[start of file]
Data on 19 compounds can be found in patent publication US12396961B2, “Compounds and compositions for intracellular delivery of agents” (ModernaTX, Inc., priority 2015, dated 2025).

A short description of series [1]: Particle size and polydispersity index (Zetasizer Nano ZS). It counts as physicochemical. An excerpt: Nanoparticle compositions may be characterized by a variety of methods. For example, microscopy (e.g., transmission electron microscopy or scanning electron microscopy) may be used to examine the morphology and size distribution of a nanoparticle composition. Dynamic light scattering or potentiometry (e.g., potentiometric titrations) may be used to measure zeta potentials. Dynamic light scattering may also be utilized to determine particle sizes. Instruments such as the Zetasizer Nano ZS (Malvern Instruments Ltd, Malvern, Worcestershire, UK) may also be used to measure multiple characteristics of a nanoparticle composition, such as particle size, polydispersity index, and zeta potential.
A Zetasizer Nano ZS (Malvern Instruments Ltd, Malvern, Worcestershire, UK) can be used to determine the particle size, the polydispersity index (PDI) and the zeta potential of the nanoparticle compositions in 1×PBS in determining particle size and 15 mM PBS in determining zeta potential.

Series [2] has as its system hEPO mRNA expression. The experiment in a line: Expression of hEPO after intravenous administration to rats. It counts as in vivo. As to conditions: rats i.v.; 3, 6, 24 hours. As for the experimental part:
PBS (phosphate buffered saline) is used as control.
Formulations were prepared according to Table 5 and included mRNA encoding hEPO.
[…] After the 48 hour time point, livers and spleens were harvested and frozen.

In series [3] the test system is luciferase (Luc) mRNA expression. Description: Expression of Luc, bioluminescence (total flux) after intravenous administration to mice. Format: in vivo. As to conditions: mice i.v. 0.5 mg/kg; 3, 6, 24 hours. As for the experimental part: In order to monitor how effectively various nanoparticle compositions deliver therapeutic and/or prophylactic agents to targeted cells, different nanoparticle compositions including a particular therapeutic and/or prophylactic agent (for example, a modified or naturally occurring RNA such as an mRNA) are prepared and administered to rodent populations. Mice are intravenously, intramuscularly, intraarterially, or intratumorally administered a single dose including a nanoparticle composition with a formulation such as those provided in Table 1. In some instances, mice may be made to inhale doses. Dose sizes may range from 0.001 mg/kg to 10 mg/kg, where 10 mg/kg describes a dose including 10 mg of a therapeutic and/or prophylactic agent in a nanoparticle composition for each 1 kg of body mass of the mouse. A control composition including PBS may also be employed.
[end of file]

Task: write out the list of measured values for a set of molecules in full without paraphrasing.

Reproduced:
Data on 19 compounds can be found in patent publication US12396961B2, “Compounds and compositions for intracellular delivery of agents” (ModernaTX, Inc., priority 2015, dated 2025).

A short description of series [1]: Particle size and polydispersity index (Zetasizer Nano ZS). It counts as physicochemical. An excerpt: Nanoparticle compositions may be characterized by a variety of methods. For example, microscopy (e.g., transmission electron microscopy or scanning electron microscopy) may be used to examine the morphology and size distribution of a nanoparticle composition. Dynamic light scattering or potentiometry (e.g., potentiometric titrations) may be used to measure zeta potentials. Dynamic light scattering may also be utilized to determine particle sizes. Instruments such as the Zetasizer Nano ZS (Malvern Instruments Ltd, Malvern, Worcestershire, UK) may also be used to measure multiple characteristics of a nanoparticle composition, such as particle size, polydispersity index, and zeta potential.
A Zetasizer Nano ZS (Malvern Instruments Ltd, Malvern, Worcestershire, UK) can be used to determine the particle size, the polydispersity index (PDI) and the zeta potential of the nanoparticle compositions in 1×PBS in determining particle size and 15 mM PBS in determining zeta potential.

Series [2] has as its system hEPO mRNA expression. The experiment in a line: Expression of hEPO after intravenous administration to rats. It counts as in vivo. As to conditions: rats i.v.; 3, 6, 24 hours. As for the experimental part:
PBS (phosphate buffered saline) is used as control.
Formulations were prepared according to Table 5 and included mRNA encoding hEPO.
[…] After the 48 hour time point, livers and spleens were harvested and frozen.

In series [3] the test system is luciferase (Luc) mRNA expression. Description: Expression of Luc, bioluminescence (total flux) after intravenous administration to mice. Format: in vivo. As to conditions: mice i.v. 0.5 mg/kg; 3, 6, 24 hours. As for the experimental part: In order to monitor how effectively various nanoparticle compositions deliver therapeutic and/or prophylactic agents to targeted cells, different nanoparticle compositions including a particular therapeutic and/or prophylactic agent (for example, a modified or naturally occurring RNA such as an mRNA) are prepared and administered to rodent populations. Mice are intravenously, intramuscularly, intraarterially, or intratumorally administered a single dose including a nanoparticle composition with a formulation such as those provided in Table 1. In some instances, mice may be made to inhale doses. Dose sizes may range from 0.001 mg/kg to 10 mg/kg, where 10 mg/kg describes a dose including 10 mg of a therapeutic and/or prophylactic agent in a nanoparticle composition for each 1 kg of body mass of the mouse. A control composition including PBS may also be employed.